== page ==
Love him or hate him, there’s no more dynamic character at this year’s Wimbledon than 20-year old Aussie sensation, Nick Kyrgios.
Whether he’s pontificating on the merits of abstaining from pre-match love-making (“I don’t abide by that rule, I don’t abide by that rule at all,” as per the Daily Mirror), discussing his sports preferences (“I don’t really like the sport of tennis that much. I don’t love it. It was crazy when I was 14. I was all for basketball and I made the decision to play tennis. I got pushed by my parents and to this day I can still say I don’t love the sport,” as per The Independent) or berating himself (fans, ball boys or the chair umpire) in the middle of a match, Kyrgios is a walking quote-pull.
Kyrgios (ranked No. 29, ATP) first made a name for himself by beating top-ranked Rafael Nadal in four sets in the fourth round at SW19 in 2014. Then just 19 and ranked just 144th, the Canberran wild card’s run at Wimbledon was ended by Milos Raonic in the quarterfinals. Kyrgios returned to the quarters at the Australian Open earlier in 2015 before falling to Andy Murray in straight sets.
While his demeanor and on-court antics have drawn the ire of some tennis pundits and fans alike — his cursing of a fan at the Australian Open in January did not sit well with some fans within his own country — Kyrgios has more backers than he does detractors.
Among them, John McEnroe, per The Guardian, commenting on this year’s Wimbledon draw: “He is close to being ready to make a big breakthrough if I had to pick one guy. I wouldn’t pick him to win. But I would think, if there was someone other than the obvious guys, he would be the guy that I would pick..”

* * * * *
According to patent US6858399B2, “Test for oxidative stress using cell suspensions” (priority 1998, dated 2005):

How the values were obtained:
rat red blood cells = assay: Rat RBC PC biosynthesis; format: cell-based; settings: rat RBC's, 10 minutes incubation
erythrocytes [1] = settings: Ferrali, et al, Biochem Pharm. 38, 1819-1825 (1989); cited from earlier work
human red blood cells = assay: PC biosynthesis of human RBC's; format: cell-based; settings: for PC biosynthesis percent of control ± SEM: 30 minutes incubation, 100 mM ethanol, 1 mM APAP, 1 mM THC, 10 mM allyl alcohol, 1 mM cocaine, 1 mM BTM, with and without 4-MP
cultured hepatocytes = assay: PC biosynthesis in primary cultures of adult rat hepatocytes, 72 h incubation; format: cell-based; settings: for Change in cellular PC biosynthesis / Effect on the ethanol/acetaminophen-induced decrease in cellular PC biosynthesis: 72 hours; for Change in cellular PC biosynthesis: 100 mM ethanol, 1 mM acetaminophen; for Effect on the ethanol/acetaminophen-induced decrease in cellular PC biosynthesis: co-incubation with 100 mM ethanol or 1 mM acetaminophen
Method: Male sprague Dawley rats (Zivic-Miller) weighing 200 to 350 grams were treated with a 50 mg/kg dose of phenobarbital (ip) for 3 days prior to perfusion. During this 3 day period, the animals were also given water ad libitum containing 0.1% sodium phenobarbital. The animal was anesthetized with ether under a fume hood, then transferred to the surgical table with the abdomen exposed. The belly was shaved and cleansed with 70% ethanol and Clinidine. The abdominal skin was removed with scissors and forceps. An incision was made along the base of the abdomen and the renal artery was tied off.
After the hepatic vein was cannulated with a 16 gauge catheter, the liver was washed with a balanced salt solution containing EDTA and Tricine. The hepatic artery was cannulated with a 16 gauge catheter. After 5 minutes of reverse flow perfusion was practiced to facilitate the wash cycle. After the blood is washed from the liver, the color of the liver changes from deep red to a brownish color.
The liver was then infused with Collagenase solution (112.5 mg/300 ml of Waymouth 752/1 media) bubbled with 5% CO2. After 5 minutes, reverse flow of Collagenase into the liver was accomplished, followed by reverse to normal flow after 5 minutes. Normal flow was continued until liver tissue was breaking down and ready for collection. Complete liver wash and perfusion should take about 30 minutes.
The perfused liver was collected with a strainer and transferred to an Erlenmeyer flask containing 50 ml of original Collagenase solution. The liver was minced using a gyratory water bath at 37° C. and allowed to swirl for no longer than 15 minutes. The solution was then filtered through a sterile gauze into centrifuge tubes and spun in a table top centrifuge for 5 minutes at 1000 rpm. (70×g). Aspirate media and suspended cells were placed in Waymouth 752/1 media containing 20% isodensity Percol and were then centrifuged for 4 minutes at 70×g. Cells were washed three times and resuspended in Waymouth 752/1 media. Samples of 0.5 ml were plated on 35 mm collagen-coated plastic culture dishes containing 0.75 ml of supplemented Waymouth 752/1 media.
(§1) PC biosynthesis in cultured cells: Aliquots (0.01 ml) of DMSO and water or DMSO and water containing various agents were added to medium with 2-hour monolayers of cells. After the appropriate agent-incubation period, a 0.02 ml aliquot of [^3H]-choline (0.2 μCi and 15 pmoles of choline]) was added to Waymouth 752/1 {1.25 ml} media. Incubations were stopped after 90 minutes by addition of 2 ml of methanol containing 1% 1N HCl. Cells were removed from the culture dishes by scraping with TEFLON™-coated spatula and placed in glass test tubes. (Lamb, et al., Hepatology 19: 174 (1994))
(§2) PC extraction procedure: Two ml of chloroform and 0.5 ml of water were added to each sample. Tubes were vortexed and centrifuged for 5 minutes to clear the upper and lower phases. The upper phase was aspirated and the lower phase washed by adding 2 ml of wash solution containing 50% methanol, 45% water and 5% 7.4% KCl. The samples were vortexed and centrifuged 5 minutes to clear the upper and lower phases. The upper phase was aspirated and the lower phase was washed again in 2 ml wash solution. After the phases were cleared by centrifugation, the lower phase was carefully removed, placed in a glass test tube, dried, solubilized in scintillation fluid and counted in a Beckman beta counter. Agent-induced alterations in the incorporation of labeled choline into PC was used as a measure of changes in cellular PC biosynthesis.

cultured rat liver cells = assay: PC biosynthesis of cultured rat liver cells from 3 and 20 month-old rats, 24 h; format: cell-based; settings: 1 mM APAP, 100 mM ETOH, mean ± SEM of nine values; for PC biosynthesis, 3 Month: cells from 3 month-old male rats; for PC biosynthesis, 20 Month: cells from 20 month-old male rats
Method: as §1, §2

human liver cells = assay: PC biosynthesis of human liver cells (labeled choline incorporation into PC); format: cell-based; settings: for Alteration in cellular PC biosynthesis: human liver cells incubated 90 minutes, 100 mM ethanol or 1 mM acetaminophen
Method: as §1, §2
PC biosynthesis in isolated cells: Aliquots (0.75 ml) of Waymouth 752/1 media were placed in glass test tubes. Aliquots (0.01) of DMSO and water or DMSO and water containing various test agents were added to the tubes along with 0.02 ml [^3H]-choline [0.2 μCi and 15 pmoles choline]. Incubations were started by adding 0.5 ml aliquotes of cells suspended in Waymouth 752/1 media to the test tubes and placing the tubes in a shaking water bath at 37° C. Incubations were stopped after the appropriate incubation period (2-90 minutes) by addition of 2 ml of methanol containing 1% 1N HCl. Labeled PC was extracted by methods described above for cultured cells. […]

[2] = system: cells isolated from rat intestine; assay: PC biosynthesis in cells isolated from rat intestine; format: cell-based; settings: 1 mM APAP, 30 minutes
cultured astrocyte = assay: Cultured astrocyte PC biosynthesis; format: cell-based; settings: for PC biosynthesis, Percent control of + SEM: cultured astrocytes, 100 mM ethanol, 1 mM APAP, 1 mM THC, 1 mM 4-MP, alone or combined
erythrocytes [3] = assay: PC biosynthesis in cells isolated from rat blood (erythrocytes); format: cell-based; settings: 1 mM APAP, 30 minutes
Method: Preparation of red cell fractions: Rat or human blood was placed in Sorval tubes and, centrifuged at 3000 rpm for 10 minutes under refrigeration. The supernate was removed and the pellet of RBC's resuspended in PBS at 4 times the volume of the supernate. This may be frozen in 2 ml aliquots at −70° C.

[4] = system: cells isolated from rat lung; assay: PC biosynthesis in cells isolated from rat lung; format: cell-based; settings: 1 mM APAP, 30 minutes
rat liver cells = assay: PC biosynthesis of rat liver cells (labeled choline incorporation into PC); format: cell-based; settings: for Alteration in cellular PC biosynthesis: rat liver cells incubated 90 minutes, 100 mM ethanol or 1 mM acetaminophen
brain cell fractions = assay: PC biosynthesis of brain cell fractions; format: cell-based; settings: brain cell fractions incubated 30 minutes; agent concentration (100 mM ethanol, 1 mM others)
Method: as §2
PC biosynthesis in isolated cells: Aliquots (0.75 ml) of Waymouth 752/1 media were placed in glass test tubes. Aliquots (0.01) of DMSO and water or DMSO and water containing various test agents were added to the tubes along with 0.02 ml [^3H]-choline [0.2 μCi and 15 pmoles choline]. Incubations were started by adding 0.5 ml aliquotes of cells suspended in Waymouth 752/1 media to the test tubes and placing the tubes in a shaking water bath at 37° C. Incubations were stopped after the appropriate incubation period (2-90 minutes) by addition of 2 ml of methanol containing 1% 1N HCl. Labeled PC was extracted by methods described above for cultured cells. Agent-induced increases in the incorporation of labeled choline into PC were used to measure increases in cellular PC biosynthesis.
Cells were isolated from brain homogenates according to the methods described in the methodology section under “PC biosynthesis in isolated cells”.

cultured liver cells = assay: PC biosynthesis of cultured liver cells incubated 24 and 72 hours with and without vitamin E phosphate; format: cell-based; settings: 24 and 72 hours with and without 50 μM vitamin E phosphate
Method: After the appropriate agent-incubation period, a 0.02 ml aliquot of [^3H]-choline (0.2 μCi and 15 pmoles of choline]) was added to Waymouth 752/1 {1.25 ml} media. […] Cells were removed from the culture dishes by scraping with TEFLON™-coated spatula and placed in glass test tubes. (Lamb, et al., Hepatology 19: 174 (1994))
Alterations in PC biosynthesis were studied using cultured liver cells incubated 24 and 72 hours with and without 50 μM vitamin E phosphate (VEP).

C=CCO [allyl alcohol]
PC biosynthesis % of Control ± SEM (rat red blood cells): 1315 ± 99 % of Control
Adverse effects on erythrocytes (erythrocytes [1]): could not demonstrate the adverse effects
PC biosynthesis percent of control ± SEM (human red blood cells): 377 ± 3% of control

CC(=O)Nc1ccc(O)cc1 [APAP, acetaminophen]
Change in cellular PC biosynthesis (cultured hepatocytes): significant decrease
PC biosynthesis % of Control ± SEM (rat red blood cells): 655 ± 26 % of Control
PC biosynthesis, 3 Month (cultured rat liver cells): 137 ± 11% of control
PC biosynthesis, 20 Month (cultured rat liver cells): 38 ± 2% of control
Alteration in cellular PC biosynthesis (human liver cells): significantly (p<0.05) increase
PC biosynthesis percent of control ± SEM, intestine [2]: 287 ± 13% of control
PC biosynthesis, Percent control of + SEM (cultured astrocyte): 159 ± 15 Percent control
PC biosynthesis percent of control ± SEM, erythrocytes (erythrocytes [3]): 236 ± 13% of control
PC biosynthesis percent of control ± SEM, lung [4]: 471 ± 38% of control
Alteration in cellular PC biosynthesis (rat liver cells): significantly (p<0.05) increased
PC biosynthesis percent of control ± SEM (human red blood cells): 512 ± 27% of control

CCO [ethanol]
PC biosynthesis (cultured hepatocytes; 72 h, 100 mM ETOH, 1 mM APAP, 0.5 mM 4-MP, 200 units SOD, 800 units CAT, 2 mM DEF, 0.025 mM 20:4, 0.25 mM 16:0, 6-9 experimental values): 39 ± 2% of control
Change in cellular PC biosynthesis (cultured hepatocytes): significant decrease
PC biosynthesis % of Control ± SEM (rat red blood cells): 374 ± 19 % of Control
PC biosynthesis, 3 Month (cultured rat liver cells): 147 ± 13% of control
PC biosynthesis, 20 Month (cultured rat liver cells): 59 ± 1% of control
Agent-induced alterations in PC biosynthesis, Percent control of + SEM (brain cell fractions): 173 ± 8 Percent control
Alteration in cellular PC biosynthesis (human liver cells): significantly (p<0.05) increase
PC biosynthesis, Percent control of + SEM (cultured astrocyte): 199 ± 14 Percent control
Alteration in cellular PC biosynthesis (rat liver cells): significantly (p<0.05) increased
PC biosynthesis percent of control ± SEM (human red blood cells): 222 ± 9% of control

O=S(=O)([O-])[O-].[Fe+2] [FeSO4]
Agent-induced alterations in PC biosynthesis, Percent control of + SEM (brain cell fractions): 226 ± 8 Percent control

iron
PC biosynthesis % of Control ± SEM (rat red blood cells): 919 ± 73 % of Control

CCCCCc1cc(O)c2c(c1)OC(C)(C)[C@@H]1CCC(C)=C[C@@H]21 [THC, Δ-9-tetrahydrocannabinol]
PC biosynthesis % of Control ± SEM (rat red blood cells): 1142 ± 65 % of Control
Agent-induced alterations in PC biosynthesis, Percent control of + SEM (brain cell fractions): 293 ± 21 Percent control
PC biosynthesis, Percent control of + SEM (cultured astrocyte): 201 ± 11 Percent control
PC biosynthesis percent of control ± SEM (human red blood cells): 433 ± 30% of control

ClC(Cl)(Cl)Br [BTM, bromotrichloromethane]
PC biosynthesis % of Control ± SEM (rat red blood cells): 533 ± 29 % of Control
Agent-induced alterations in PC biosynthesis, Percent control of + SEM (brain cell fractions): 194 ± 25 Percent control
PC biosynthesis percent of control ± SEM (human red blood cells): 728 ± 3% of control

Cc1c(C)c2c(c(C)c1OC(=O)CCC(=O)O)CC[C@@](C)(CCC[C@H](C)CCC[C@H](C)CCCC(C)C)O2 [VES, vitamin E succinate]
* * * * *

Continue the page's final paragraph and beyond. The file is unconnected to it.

He also has big-name supporters among his peers including Stan Wawrinka and Roger Federer (his diametric opposite in terms of candor on the court), who Kyrgios upset at the Madrid Open back in May. Federer commented to the Sydney Morning Herald after his loss in Madrid:
“He’s got nothing to lose, no fear, and he’s got a great game. He can rely on his serve so much. It keeps him in the match regardless of he how he plays from the baseline.”
Kyrgios has the big serve, the big mouth and the larger-than-life profile to fill up grandstands and column inches alike. His looks and swagger are an easy sell to advertising firms (he’s already a Beats By Dre sponsor) and should The Wild Thing make a deeper run at this year’s Wimbledon fortnight, there’s no doubt he’ll soon be an intercontinental overnight sensation.
Follow Nick on Twitter at nickkygrios.